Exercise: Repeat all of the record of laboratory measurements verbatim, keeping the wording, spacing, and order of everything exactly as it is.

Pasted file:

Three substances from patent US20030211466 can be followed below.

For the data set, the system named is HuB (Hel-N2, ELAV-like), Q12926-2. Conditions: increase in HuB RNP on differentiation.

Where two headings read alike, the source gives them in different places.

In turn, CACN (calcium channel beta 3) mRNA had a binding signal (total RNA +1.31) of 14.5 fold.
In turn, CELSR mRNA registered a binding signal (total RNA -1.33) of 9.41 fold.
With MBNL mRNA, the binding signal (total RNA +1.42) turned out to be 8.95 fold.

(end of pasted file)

Three substances from patent US20030211466 can be followed below.

For the data set, the system named is HuB (Hel-N2, ELAV-like), Q12926-2. Conditions: increase in HuB RNP on differentiation.

Where two headings read alike, the source gives them in different places.

In turn, CACN (calcium channel beta 3) mRNA had a binding signal (total RNA +1.31) of 14.5 fold.
In turn, CELSR mRNA registered a binding signal (total RNA -1.33) of 9.41 fold.
With MBNL mRNA, the binding signal (total RNA +1.42) turned out to be 8.95 fold.